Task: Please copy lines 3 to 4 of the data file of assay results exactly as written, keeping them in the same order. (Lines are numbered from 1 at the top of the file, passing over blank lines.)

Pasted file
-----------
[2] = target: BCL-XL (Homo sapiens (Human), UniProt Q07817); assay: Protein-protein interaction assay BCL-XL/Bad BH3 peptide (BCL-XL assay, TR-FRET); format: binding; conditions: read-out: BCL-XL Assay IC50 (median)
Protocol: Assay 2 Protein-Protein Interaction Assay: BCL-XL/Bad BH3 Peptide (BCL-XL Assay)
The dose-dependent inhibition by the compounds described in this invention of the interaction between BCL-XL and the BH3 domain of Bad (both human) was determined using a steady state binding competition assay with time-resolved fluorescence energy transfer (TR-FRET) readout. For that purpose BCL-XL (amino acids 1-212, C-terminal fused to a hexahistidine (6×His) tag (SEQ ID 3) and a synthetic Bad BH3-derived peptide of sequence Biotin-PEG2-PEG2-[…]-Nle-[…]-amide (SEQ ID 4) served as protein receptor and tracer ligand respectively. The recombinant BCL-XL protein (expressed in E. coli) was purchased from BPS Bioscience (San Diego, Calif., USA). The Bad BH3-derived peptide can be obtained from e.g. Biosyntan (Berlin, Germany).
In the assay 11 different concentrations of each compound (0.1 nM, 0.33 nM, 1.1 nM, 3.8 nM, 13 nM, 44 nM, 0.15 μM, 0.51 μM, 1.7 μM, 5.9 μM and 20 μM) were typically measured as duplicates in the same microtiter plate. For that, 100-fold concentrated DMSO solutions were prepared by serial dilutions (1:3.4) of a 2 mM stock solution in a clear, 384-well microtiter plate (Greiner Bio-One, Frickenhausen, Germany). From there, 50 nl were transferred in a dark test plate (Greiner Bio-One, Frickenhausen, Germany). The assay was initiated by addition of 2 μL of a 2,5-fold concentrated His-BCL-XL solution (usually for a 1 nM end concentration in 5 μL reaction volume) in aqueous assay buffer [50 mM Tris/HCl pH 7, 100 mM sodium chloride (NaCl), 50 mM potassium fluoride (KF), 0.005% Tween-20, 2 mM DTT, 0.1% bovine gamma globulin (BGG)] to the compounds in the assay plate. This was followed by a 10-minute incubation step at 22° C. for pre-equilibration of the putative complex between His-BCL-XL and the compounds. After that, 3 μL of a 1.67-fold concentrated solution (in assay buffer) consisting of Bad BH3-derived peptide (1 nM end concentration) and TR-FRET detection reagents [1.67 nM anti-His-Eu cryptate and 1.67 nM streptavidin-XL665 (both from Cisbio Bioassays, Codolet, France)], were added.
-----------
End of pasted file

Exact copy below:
The dose-dependent inhibition by the compounds described in this invention of the interaction between BCL-XL and the BH3 domain of Bad (both human) was determined using a steady state binding competition assay with time-resolved fluorescence energy transfer (TR-FRET) readout. For that purpose BCL-XL (amino acids 1-212, C-terminal fused to a hexahistidine (6×His) tag (SEQ ID 3) and a synthetic Bad BH3-derived peptide of sequence Biotin-PEG2-PEG2-[…]-Nle-[…]-amide (SEQ ID 4) served as protein receptor and tracer ligand respectively. The recombinant BCL-XL protein (expressed in E. coli) was purchased from BPS Bioscience (San Diego, Calif., USA). The Bad BH3-derived peptide can be obtained from e.g. Biosyntan (Berlin, Germany).
In the assay 11 different concentrations of each compound (0.1 nM, 0.33 nM, 1.1 nM, 3.8 nM, 13 nM, 44 nM, 0.15 μM, 0.51 μM, 1.7 μM, 5.9 μM and 20 μM) were typically measured as duplicates in the same microtiter plate. For that, 100-fold concentrated DMSO solutions were prepared by serial dilutions (1:3.4) of a 2 mM stock solution in a clear, 384-well microtiter plate (Greiner Bio-One, Frickenhausen, Germany). From there, 50 nl were transferred in a dark test plate (Greiner Bio-One, Frickenhausen, Germany). The assay was initiated by addition of 2 μL of a 2,5-fold concentrated His-BCL-XL solution (usually for a 1 nM end concentration in 5 μL reaction volume) in aqueous assay buffer [50 mM Tris/HCl pH 7, 100 mM sodium chloride (NaCl), 50 mM potassium fluoride (KF), 0.005% Tween-20, 2 mM DTT, 0.1% bovine gamma globulin (BGG)] to the compounds in the assay plate. This was followed by a 10-minute incubation step at 22° C. for pre-equilibration of the putative complex between His-BCL-XL and the compounds. After that, 3 μL of a 1.67-fold concentrated solution (in assay buffer) consisting of Bad BH3-derived peptide (1 nM end concentration) and TR-FRET detection reagents [1.67 nM anti-His-Eu cryptate and 1.67 nM streptavidin-XL665 (both from Cisbio Bioassays, Codolet, France)], were added.